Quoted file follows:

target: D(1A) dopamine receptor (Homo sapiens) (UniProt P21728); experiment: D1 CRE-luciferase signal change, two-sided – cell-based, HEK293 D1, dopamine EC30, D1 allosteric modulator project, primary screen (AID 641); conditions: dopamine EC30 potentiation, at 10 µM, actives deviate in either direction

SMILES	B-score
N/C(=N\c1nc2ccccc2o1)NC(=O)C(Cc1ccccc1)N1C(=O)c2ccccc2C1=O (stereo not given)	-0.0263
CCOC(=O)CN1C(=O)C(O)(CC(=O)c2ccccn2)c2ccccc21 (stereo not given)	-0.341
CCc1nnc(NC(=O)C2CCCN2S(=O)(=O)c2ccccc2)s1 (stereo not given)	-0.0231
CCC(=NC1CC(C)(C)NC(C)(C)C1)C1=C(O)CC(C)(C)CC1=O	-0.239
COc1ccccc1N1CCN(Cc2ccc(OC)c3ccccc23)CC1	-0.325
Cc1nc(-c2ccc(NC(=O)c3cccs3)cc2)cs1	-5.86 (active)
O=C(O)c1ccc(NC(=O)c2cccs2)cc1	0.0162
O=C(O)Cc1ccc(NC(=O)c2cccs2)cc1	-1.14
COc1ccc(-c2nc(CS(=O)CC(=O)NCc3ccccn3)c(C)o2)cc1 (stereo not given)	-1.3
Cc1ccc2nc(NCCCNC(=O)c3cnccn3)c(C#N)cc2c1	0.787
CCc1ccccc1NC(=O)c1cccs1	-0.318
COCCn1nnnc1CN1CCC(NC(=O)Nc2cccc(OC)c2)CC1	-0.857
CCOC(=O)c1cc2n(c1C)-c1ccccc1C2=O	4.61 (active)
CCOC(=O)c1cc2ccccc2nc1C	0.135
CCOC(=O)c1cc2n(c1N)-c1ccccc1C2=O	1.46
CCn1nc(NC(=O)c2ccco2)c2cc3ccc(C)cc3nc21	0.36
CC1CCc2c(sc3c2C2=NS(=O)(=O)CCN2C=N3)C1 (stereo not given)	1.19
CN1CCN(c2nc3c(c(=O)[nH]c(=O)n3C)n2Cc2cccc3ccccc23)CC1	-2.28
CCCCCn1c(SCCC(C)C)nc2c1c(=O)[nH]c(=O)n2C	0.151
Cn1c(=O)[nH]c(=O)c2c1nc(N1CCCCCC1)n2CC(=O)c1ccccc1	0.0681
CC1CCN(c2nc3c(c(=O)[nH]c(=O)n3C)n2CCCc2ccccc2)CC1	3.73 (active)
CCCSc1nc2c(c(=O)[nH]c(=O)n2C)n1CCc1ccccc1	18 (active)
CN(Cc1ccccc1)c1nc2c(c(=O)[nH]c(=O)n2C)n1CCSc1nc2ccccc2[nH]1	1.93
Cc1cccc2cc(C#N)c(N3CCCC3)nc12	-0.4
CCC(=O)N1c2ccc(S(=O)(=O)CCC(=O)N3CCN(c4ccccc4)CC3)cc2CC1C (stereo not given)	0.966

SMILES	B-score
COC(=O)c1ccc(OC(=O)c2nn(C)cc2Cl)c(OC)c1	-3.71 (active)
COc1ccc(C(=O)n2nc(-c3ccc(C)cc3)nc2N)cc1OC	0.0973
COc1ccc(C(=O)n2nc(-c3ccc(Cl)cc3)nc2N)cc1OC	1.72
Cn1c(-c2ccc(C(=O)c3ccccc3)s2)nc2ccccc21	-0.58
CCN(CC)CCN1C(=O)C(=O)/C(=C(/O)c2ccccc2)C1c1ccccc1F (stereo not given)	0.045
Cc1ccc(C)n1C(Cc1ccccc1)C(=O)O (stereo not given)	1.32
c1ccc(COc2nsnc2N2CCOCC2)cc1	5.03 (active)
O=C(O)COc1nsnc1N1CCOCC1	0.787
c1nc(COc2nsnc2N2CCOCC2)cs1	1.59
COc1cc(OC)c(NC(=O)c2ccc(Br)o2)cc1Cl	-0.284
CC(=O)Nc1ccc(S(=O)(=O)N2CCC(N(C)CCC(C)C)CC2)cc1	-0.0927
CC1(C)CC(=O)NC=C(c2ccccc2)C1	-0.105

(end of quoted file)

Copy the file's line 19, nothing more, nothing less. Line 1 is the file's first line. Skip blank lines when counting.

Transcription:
CC1CCc2c(sc3c2C2=NS(=O)(=O)CCN2C=N3)C1 (stereo not given)	1.19